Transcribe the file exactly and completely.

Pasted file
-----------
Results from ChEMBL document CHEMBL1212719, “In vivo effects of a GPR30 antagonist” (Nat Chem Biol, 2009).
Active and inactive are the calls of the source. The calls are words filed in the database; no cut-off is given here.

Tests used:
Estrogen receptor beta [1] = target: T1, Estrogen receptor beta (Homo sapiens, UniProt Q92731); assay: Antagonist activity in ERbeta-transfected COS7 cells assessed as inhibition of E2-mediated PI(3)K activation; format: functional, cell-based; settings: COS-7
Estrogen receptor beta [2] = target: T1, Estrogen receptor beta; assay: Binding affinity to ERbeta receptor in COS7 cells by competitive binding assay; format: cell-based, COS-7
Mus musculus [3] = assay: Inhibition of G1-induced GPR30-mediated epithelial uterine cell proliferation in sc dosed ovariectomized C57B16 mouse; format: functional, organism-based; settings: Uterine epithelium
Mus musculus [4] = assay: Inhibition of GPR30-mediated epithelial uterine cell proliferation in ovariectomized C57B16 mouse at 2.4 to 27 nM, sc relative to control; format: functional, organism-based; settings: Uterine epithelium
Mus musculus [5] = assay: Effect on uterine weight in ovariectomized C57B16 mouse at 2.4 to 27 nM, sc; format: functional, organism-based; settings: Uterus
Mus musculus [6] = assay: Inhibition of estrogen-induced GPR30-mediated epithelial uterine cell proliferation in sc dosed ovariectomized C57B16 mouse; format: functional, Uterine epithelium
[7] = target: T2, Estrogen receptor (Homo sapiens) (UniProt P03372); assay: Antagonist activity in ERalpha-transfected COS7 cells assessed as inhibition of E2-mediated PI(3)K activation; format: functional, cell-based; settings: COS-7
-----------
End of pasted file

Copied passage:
Results from ChEMBL document CHEMBL1212719, “In vivo effects of a GPR30 antagonist” (Nat Chem Biol, 2009).
Active and inactive are the calls of the source. The calls are words filed in the database; no cut-off is given here.

Tests used:
Estrogen receptor beta [1] = target: T1, Estrogen receptor beta (Homo sapiens, UniProt Q92731); assay: Antagonist activity in ERbeta-transfected COS7 cells assessed as inhibition of E2-mediated PI(3)K activation; format: functional, cell-based; settings: COS-7
Estrogen receptor beta [2] = target: T1, Estrogen receptor beta; assay: Binding affinity to ERbeta receptor in COS7 cells by competitive binding assay; format: cell-based, COS-7
Mus musculus [3] = assay: Inhibition of G1-induced GPR30-mediated epithelial uterine cell proliferation in sc dosed ovariectomized C57B16 mouse; format: functional, organism-based; settings: Uterine epithelium
Mus musculus [4] = assay: Inhibition of GPR30-mediated epithelial uterine cell proliferation in ovariectomized C57B16 mouse at 2.4 to 27 nM, sc relative to control; format: functional, organism-based; settings: Uterine epithelium
Mus musculus [5] = assay: Effect on uterine weight in ovariectomized C57B16 mouse at 2.4 to 27 nM, sc; format: functional, organism-based; settings: Uterus
Mus musculus [6] = assay: Inhibition of estrogen-induced GPR30-mediated epithelial uterine cell proliferation in sc dosed ovariectomized C57B16 mouse; format: functional, Uterine epithelium
[7] = target: T2, Estrogen receptor (Homo sapiens) (UniProt P03372); assay: Antagonist activity in ERalpha-transfected COS7 cells assessed as inhibition of E2-mediated PI(3)K activation; format: functional, cell-based; settings: COS-7